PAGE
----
AMY GOODMAN: And what do you mean by strong passwords?
JULIA ANGWIN: So what a strong password these days is really long, for—and basically not already used on another site. So many sites have been hacked that the password hacking community have every password that’s already been used. So you basically need something new, which is, by the way, really hard to think of. So all our brains are overtaxed with this password question. So what my daughter does is she solves that problem—
AMY GOODMAN: How old is she?
JULIA ANGWIN: She’s nine. And she solves that problem by picking random words out of the dictionary. We have a dictionary where every word is numbered. It’s called diceware, this method. And she rolls dice. She picks the words randomly. So then I have five dictionary words that I string together, so my passwords are 30 characters long. And then I can remember them, though, because they’re dictionary words. They’re still not words I would ever choose, but they’re most likely not in any of those password files that have been hacked already.
AMY GOODMAN: Do you also put numbers in them?
JULIA ANGWIN: So what she does is she gives you the password "unsalted," and then you are supposed to "salt" it with numbers, exclamation points, capitalization, as you wish.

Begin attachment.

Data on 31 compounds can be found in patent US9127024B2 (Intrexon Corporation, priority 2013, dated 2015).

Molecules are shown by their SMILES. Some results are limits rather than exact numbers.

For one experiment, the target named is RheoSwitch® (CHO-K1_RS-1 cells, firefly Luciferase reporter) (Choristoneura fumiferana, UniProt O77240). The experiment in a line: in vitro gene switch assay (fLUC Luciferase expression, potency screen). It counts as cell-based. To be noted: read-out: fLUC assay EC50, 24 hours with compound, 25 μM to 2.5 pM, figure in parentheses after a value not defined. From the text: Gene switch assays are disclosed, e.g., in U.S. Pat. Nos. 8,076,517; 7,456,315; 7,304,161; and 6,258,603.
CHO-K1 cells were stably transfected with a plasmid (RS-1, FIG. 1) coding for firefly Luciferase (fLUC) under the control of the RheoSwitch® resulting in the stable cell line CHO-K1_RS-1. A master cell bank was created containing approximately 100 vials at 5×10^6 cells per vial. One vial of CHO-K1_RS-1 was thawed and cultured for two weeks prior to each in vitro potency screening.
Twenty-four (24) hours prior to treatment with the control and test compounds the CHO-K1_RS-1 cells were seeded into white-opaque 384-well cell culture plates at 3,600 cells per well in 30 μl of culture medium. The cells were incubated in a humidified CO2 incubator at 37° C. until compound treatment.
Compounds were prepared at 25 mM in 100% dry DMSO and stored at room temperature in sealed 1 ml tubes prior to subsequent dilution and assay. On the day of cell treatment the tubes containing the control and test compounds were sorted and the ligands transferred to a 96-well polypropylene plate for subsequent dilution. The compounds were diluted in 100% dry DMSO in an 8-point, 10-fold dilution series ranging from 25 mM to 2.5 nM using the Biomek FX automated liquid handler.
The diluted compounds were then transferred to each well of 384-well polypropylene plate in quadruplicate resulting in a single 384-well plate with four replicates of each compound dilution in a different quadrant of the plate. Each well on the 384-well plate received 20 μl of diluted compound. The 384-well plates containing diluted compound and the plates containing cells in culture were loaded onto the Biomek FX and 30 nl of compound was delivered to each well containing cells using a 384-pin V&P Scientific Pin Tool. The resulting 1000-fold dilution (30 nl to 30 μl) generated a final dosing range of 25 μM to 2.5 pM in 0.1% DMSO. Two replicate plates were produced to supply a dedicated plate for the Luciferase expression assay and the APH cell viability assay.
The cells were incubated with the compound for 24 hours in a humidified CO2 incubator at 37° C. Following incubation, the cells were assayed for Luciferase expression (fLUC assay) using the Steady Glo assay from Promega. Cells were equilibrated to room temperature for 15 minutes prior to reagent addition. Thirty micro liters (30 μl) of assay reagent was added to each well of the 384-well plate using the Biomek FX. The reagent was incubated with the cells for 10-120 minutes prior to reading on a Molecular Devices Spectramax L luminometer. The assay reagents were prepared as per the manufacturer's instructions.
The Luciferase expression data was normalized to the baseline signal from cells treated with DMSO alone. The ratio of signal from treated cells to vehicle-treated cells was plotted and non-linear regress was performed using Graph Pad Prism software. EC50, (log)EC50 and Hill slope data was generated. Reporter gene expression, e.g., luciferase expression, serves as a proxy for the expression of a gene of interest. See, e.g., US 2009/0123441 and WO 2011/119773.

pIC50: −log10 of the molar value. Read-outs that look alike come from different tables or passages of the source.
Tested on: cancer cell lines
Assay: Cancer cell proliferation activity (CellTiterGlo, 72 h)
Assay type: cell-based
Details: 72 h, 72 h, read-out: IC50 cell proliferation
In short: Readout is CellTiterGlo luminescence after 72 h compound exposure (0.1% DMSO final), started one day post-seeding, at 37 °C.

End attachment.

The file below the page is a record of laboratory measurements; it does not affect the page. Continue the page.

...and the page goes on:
AMY GOODMAN: How will you ever remember these? That’s the problem.
JULIA ANGWIN: Then, here’s the other thing. You must write them down. You’re unlikely to have somebody break into your house, find the piece of paper with your password on it, and then figure out which account it goes to. So, the myth that we can’t write our passwords down is really unhelpful and is actually creating password insecurity.
NERMEEN SHAIKH: So do you think attitudes about privacy are changing now? I mean, among youth and also—
JULIA ANGWIN: I do, actually. I find that young people, when I talk to them about privacy, are very interested. And the data also shows that young people are more willing to adjust their privacy settings. They are less likely to download an app if they’re concerned about the privacy of that app. And so, interestingly, the young people, I think, because they are very tech savvy and tech literate, understand they want to control their data. The rise of Snapchat is a very good example of that, right? They want their chats to sort of disappear into the ether.